We came very close to winning reasonable and responsible access, and that closeness is a sign of progress. The Open Space Board of Trustees voted 4 to 1 to give us a 4-5 mile loop on Anemone Hill. Four city council members - just one shy of a majority - voted to give us access to this one small piece of open space. These council members did not just vote yes, they gave passionate testimony on behalf shared access and the recommendations of the Open Space Board of Trustees. We have progressed substantially in educating city officials on the environmental impacts of mountain biking, and several trustees now acknowledge that the impacts from mountain biking are essentially no different than hiking.
We know the unspoken truth - that OSMP staff were split on the issue of allowing bike access. High up on the OSMP totem pole the idea got shot down, but the flesh and blood of the organization has seen that a purely political decision was made. They understand now, better that even before, that this is not about impacts on the resource, this is not about user conflict - this is about maintaining the status quo - no bikes in the West TSA. To city staff that have been open minded, we offer our sincere thanks! We will continue to persuade citizens and government officials that the gap between the conservation and mountain bike communities is narrow.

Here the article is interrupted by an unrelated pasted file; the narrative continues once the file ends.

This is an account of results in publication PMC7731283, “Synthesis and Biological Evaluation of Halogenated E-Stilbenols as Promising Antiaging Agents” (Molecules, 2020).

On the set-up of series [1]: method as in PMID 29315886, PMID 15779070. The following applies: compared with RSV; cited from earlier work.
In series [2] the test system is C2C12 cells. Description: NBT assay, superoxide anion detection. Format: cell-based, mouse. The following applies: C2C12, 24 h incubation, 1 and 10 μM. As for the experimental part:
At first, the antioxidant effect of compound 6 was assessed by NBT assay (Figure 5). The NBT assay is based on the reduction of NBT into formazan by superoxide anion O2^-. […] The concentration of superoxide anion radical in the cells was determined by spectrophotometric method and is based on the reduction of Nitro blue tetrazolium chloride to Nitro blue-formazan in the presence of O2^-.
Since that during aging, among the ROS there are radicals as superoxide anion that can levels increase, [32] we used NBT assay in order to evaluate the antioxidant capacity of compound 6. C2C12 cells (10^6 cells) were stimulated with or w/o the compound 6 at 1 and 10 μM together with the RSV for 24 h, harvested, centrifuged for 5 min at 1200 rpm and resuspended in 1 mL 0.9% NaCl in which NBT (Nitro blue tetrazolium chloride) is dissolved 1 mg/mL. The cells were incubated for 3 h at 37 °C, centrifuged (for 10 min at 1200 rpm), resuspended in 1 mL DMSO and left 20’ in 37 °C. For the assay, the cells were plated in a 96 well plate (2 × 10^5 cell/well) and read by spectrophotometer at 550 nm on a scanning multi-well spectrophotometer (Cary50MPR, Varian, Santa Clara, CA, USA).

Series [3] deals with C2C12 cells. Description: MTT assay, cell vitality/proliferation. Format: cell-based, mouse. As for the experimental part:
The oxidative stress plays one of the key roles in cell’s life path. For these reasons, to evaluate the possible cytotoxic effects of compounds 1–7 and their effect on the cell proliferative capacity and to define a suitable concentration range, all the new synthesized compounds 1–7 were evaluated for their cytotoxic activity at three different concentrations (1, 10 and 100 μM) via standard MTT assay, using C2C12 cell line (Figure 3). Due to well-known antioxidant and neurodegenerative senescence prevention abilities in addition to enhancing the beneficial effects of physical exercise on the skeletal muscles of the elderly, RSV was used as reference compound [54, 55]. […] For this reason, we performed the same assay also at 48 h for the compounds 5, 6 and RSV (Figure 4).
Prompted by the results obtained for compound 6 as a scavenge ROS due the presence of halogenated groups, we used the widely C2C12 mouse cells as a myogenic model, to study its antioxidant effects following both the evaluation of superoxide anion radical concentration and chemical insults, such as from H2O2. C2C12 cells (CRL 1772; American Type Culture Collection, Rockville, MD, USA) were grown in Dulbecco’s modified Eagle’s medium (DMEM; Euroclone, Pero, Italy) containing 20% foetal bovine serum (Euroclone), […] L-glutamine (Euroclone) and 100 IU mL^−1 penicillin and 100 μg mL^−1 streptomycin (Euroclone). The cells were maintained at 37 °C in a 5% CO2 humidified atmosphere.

What Comes Next?
But what do we do now? Do we stick it to the man and start poaching trails? Does BMA give up on the city entirely and focus elsewhere where we have more constructive relationships with the county and forest service? NO! Every single inch of access that BMA has achieved has been done because we have proven time and time again that we are responsible citizens and that we are not going away. We have decided to make Boulder our home. We love it here. We are not leaving.